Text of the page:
March 23, 2013

Lost in the Mountains

I get lost all the time.

I dream about getting lost. It's my most common recurring dream.

Right now, I feel like I'm lost in life. And worse yet, lost in my career.

I've lost myself more than once in my life.

I've lost many memories.

But more often than not, I lose my way.

But I don't think the success of my life can be measured by how many times I get lost, but rather, how I find my way back.

Now that I'm back in my hiking routine (something else I've recently lost), I've been looking for new trails to discover, and I found myself back in the Verdugo Mountains, where I've hiked gloriously in the past.

Only this time, I embarked at its western boundary... complete a loop that would take me through Burbank's winding neighborhood streets...

...past some horse stables... a dead end...

...behind a school...

...up a loose fire break... a fire road...

...puncutated by a cross...

...flanked by benches at a scenic overlook.

And there, I got lost.

The hiking blog I was following advised of a four-way intersection, at which point one should take the middle trail (of the three trails presented, not counting that which had just been climbed). When the trail splits, one should go to the right.

I did that, and walked in a circle back to the bench.

I kept returning to the same spot at the cross, rereading the hiking blog, and trying to imagine various scenarios in which some other trail was the middle trail. I tried another option. Clearly wrong, in the wrong direction and at the wrong altitude. I tried another trail, which was promising. I encountered an equestrian, whose advice I sought to get back to the Chandler Fire Road. When I took it, I didn't trust it.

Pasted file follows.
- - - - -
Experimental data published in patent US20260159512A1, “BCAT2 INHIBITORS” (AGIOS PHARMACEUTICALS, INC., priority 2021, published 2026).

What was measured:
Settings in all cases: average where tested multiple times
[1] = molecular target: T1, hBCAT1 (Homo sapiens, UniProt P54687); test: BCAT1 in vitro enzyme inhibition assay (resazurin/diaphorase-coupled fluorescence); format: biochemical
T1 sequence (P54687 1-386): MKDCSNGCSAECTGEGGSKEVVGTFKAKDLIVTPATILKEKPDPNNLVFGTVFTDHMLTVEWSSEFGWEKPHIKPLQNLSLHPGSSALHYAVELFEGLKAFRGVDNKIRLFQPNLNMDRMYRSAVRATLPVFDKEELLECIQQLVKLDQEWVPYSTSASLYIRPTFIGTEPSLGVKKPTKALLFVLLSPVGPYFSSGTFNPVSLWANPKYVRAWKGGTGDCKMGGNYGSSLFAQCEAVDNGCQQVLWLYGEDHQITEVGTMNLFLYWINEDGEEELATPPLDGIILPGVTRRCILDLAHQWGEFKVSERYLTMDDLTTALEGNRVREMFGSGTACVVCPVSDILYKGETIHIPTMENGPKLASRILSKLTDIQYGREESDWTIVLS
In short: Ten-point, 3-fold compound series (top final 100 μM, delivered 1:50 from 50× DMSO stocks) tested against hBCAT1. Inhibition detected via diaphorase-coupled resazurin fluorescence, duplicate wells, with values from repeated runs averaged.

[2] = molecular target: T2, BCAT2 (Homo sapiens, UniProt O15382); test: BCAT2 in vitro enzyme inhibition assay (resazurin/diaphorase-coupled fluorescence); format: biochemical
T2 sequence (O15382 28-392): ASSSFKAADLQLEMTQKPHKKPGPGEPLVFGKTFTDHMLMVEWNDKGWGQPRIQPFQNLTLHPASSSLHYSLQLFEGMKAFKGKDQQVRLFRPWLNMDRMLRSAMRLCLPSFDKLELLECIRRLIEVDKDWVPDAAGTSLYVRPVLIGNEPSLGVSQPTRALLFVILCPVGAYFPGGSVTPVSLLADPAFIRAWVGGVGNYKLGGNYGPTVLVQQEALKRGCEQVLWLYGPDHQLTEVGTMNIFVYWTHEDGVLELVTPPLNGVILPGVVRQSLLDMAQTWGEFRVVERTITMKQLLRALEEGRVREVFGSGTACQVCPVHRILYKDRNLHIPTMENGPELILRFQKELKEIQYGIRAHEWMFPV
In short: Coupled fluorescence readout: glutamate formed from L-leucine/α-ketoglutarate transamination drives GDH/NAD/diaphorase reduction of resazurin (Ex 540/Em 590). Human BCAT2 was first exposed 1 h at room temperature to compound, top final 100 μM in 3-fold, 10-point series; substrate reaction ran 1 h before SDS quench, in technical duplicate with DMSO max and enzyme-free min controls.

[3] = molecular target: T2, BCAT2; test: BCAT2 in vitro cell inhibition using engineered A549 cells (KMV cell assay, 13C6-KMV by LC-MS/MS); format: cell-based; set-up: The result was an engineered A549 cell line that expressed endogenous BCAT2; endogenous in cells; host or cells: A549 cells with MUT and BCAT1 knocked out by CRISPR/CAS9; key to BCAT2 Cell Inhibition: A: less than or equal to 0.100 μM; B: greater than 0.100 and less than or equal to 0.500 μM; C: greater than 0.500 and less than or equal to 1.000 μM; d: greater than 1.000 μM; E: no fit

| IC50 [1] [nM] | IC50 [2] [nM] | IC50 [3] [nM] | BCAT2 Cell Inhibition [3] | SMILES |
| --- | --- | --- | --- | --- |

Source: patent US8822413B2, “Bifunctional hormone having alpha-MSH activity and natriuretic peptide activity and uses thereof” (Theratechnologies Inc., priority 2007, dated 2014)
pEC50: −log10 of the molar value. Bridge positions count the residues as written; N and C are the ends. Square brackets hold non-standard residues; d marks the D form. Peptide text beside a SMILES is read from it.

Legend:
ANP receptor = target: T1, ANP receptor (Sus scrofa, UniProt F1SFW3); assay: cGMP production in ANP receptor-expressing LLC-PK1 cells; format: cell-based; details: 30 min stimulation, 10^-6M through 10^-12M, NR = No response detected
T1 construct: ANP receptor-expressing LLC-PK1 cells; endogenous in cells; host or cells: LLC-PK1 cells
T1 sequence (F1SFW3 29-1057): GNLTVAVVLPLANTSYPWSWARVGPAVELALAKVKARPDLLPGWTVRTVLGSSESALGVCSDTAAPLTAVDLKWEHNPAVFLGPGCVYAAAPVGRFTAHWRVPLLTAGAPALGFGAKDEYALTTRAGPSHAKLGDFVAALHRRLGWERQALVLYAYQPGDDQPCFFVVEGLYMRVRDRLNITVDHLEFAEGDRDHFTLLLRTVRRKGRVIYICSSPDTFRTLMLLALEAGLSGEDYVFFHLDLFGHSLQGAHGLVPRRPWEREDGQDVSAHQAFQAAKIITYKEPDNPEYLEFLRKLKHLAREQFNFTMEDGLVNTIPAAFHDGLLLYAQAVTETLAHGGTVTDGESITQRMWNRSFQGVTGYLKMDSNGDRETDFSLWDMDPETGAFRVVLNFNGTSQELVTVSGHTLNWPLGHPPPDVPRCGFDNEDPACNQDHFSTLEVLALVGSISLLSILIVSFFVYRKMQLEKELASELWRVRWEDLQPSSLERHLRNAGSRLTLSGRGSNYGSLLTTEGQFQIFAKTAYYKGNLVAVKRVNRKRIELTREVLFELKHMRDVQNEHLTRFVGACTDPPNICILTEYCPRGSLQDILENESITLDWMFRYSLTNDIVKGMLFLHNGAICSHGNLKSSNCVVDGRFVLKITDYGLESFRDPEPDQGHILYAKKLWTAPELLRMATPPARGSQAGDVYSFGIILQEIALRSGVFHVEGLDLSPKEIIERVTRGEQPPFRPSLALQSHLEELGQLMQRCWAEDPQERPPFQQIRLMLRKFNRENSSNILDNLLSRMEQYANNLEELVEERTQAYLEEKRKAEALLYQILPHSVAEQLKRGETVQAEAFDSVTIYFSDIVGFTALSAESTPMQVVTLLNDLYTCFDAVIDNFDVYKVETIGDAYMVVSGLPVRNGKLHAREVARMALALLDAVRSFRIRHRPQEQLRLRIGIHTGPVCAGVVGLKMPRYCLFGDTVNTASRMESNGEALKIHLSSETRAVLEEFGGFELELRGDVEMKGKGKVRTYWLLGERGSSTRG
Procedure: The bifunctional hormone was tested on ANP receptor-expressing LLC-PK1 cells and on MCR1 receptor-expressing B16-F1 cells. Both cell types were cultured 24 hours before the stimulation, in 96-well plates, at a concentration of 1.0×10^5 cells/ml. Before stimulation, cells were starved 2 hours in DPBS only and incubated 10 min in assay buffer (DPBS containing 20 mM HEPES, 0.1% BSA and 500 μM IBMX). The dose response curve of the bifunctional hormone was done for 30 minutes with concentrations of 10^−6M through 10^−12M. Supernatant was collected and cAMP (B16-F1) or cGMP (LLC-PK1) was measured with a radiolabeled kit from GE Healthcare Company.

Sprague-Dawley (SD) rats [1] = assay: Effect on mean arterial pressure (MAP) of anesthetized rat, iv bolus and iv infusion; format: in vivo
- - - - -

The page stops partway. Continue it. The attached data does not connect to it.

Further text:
As the sun started to set, I spotted a lone coyote, coming out to feed. A raven circled overhead.

I was lost, save for that cross, and those benches. As long as I could still see those, I knew (approximately) where I was. And I could get back.

But the trail was supposed to be a loop, not an out and back. I didn't want to go back the way I'd come, through all those city streets, past all those houses.

But as it got darker, and my sense of direction was lost entirely, I knew I had to turn back. I could practically see my car down below, which my GPS indicated was a half mile away, but I couldn't descend the steep fire breaks into which the trails had turned, and I couldn't see any other way down. People die this way.

So, add another failed hike to the list.

What does it matter?

I can go back, and try the loop starting in the other direction, up the Chandler Fire Road, and see where it is that I got lost. At least if I can reach the cross and benches from that direction, I'll know where I am, and - finally - where I'm going.

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  1. I figure you mean it metaphorically, but, more literally, I think hiking is like landing a plane: Any hike you're able to walk away from is a good hike. You're still out and about and able to enjoy nature and contemplate what ever it is you wish to contemplate when there's an absence of voices and other distractions.

  2. Places on a map come to life thanks to your photoessays.